Many times a day I realize how much my own life is built on the labors of my fellowmen, and how earnestly I must exert myself in order to give in return as much as I have received. –Einstein
With Thanksgiving upon us, the holiday season has more than officially begun. In a society where fast is never quick enough, Christmas decorations have been snuggling on the shelves with turkey figurines and fall memorabilia for weeks, and the pumpkin pie hasn’t even cooled. As this special time threatens to fly by, FliP invites our readers to take a brief pause to reflect on philanthropy during this festive season, and how we can contribute to a culture of giving in more ways than one.
As in recent years, nonprofits and charitable organizations have been feeling an acute need for both volunteers and donations this holiday season. Social service groups are especially needy as they attempt to respond to the influx of requests from their clients; many of our neighbors continue to be affected by the economic downturn we’ve all become so familiar with. According to Catholic Charities, while 76% of the agencies in its national network are seeing an increased demand for food, 72% of these organizations have cut operating costs. According to the Bridgespan Group, 80 percent of the 100 nonprofits responding to its latest survey have reported funding cuts. Nonprofits are calling for assistance now more than ever, and yet money continues to be scarce for the majority of American families that have given in the past.
As the general public finds new ways to fill their holidays with meaningful gifts and traditions that don’t break the bank, they are simultaneously innovating their philanthropic support. Convio, a web-based software company that helps thousands of charities raise money through the internet, reports that contributions have grown by 20% or more, even without counting the surge of online donations stemming from the earthquake in Haiti. While it is encouraging to see that giving remains on the rise, it is perhaps even more heartwarming to learn that more and more people are flocking to their local organization to volunteer. When money gets tight for those in the position to contribute, the vast majority of us continue to give in any way we can, skinny wallets be damned.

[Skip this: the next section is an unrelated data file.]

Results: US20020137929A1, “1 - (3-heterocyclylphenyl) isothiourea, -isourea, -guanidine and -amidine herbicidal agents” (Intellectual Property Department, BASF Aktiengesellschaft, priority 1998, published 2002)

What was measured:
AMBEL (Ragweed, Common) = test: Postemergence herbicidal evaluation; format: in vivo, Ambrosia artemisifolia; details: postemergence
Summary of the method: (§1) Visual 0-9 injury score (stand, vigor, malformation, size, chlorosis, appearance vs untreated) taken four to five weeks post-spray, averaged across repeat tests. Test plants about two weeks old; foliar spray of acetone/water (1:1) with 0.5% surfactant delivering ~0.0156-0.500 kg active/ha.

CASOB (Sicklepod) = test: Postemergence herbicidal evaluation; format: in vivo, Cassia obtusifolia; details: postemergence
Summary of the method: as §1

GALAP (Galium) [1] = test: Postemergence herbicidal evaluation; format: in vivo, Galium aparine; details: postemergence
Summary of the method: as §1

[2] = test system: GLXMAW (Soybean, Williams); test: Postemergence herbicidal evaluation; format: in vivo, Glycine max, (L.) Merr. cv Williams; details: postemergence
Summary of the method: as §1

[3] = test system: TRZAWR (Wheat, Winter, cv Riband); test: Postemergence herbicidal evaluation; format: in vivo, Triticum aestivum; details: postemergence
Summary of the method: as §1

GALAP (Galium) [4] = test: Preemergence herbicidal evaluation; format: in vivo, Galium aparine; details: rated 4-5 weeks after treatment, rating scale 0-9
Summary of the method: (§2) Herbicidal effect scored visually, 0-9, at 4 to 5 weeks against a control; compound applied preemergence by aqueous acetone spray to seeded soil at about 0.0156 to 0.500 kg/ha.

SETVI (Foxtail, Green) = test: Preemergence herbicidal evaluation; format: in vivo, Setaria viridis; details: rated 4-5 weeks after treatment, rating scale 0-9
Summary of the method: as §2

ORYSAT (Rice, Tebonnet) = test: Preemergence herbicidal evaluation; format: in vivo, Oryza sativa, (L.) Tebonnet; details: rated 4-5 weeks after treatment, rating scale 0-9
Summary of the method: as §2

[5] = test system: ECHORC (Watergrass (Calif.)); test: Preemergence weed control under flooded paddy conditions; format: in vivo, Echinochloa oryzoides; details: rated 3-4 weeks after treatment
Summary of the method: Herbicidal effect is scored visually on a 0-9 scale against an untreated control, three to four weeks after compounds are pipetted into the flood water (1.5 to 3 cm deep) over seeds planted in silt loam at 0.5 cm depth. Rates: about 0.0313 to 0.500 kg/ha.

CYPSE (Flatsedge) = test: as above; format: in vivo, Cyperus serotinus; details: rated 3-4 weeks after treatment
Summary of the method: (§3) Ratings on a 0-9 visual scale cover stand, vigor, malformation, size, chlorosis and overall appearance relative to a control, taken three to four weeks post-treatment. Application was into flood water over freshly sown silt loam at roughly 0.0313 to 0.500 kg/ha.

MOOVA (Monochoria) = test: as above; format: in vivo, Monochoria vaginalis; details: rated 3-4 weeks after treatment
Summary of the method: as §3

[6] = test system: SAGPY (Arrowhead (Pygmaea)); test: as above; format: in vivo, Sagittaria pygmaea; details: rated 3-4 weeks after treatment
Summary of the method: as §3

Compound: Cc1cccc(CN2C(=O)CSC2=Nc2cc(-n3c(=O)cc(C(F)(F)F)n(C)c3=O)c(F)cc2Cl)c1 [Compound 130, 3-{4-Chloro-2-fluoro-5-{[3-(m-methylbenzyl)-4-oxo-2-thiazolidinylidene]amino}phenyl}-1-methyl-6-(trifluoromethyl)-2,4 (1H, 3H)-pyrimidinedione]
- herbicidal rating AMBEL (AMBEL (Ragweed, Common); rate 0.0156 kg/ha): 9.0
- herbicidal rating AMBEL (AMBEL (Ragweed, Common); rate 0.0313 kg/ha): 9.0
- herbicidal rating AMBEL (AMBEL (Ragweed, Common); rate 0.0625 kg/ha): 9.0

The Corporation for National and Community Service reports that 63.4 million Americans volunteered to help their communities in 2009, which shows an increase of 1.6 million volunteers from 2008. In total, they contributed 8.1 billion hours of service, which has an estimated monetary value of nearly $169 billion. That’s nothing to sniff at. A tradition of volunteering can help to compensate for a smaller pool of funds by lessening the burden on staff and increasing in-kind donations. According to a 2009 holiday article from MSNBC, Feeding America, a national umbrella organization for about 200 food banks, reported a significant increase in donations of money and food to its national operation. In addition, the president of Catholic Charities of Central Florida reported there was a hopeful and resilient tone at the organization, as it saw the average gift size had dropped but the number of people who donated had risen.
And how’s this for innovation: According to a World Vision survey conducted by Harris Interactive in November 2010, America’s attempt to scale down their gift budgets resulted in 51% of survey participants indicating they would be likely to give a charitable gift as a holiday present this year. Meaningful gifts apparently do come in all shapes and sizes, and have many varied functions.
As individuals, we can choose to be the change we wish to see in the world. So when you’re wrapping up that Kindle to place under the tree for a loved one, consider proposing an outing to a soup kitchen in need of volunteers as an addendum to a traditional gift exchange and eggnog overindulgence. When you’re remembering what you’re thankful for over turkey and stuffing, consider making a donation of any amount to a local or national organization calling for your support. Make personal time to donate blood, or heck, give the gift of life by becoming an organ donor this holiday season. Philanthropy means a lot of things to a lot of people. This giving and thankful season, perhaps a return to basic gestures of gratitude—giving our time, our gently loved clothes, or extra food from our pantry—is just what we need to truly celebrate the holiday season the way it was intended.
“Gratitude unlocks the fullness of life. It turns what we have into enough, and more. It turns denial into acceptance, chaos to order, confusion to clarity. It can turn a meal into a feast, a house into a home, a stranger into a friend. Gratitude makes sense of our past, brings peace for today and creates a vision for tomorrow.” -Melody Beattie